Nothing brings out the lower traits of human nature like office seeking

James Abram Garfield (1881)

I have had many troubles in my life, but the worst of them never came

Chester Alan Arthur (1881–1885)

If it were not for the reporters, I would tell you the truth

Stephen Grover Cleveland (1885–1889)

It is the responsibility of the citizens to support their government. It is not the responsibility of the government to support its citizens

Benjamin Harrison (1889–1893)

We Americans have no commission from God to police the world

William McKinley (1897–1901)

That’s all a man can hope for during his lifetime—to set an example—and when he is dead, to be an inspiration for history

Theodore Roosevelt (1901–1909)

Speak softly and carry a big stick

William Howard Taft (1909–1913)

Politics, when I am in it, makes me sick

Thomas Woodrow Wilson (1913–1921)

Some people call me an idealist. Well, that is the way I know am an American. America is the only idealistic nation in the world

Warren Gamaliel Harding (1921–1923)

My God, this is a hell of a job! I have no trouble with my enemies… but my damn friends, they’re the ones that keep me walking the floor nights

John Calvin Coolidge (1923–1929)

I have never been hurt by anything I didn’t say

Herbert Clark Hoover (1929–1933)

Absolute freedom of the press to discuss public questions is a foundation stone of American liberty

Franklin Delano Roosevelt (1933–1945)

The only thing we have to fear is fear itself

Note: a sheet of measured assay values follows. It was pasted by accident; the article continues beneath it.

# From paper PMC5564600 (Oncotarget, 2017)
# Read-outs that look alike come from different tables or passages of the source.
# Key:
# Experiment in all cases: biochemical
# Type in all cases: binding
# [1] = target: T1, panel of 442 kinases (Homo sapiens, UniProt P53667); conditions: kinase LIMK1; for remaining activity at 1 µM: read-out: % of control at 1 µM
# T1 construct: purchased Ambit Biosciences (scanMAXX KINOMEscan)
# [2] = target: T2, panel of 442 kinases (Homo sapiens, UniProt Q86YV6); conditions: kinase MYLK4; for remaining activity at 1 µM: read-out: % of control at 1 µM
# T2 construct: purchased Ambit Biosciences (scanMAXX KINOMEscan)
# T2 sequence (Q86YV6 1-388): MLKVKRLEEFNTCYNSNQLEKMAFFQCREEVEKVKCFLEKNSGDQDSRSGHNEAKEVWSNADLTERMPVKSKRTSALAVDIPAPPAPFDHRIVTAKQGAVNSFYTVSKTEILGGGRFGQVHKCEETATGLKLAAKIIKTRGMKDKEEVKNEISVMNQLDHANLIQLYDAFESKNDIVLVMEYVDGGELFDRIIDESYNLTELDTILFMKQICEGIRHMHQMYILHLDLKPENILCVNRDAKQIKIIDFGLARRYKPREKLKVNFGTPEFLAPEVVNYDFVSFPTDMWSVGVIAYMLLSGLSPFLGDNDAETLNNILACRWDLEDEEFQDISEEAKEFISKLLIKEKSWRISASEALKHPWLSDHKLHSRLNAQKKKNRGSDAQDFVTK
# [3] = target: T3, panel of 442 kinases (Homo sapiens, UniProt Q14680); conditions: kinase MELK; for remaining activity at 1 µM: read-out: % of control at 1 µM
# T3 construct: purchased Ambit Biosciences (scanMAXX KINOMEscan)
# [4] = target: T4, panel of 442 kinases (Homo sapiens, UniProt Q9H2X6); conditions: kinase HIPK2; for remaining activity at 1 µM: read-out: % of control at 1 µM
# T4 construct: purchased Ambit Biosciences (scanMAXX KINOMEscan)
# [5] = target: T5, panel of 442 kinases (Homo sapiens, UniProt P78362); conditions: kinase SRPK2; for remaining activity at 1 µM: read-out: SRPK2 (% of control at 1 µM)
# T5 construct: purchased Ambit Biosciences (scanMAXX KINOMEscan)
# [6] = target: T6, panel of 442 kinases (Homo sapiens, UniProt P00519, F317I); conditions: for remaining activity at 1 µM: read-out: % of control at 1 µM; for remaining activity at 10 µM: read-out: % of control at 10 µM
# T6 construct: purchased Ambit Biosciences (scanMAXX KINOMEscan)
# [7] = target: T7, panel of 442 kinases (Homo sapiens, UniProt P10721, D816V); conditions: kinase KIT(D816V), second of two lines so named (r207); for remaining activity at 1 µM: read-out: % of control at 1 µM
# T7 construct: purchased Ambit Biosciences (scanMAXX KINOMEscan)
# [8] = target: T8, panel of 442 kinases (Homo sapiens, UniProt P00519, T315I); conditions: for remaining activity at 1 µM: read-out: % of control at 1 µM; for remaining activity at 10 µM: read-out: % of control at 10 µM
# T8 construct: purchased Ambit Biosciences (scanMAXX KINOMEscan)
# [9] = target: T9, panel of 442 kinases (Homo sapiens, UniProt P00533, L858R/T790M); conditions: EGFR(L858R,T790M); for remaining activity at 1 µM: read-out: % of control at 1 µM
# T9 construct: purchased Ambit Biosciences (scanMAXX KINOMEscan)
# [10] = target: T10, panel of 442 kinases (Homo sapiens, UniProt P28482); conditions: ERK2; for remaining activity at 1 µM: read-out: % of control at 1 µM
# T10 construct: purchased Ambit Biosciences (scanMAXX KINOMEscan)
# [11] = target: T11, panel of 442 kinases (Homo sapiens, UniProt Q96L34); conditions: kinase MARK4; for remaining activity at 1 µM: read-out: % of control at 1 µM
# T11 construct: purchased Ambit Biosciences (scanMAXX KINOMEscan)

Harry S. Truman (1945–1953)

My choice in life was either to be a piano player in a whorehouse or a politician. And to tell the truth there’s hardly any difference

Dwight David Eisenhower (1953–1961)

I never saw a pessimistic general win a battle

John Fitzgerald Kennedy (1961–1963)

And so my fellow Americans, ask not what your country can do for you; ask what you can do for your country

Lyndon Baines Johnson (1963–1969)

Did you ever think that making a speech is a bit like pissing down your leg? It seems hot to you but it never does to anyone else

Richard Milhous Nixon (1969–1974)

I like the job I have, but if I had to live my life over again, I would like to have ended up a sports writer

Gerald Rudolph Ford (1974–1977)

A government big enough to give you everything you want is a government big enough to take from you everything you have

James Earl Carter, Jr. (1977–1981)

The best way to enhance freedom in other lands is to demonstrate here that our democratic system is worthy of emulation

Ronald Wilson Reagan (1981–1989)

I have often wondered what the Ten Commandments would have looked like if Moses had run them through the US Congress

George Herbert Walker Bush (1989–1993)

I want a kinder, gentler nation

William Jefferson Clinton (1993–2001)

Being President is like running a cemetery. You’ve got a lot of people under you and nobody’s listening

George Walker Bush (2001–2009)

We will bring the terrorists to justice; or we will bring justice to the terrorists. Either way, justice will be done

Barack Obama (2009–)

I’m so over-exposed I’m making Paris Hilton look like a recluse

Of course, there are so many sayings we didn’t use, including this one from Jimmy Carter, because we weren’t sure if he was being serious. He said,”I have often wanted to drown my troubles, but I can’t get my wife to go swimming.”

And, finally, from Bill Clinton, “I never had……….”, well, you know the rest!

Did you find something in our list that gave you an insight into the mind of one of our presidents that you hadn’t known before? Is there a saying you think we should have included? You can tell us and our readers through the comments feed below.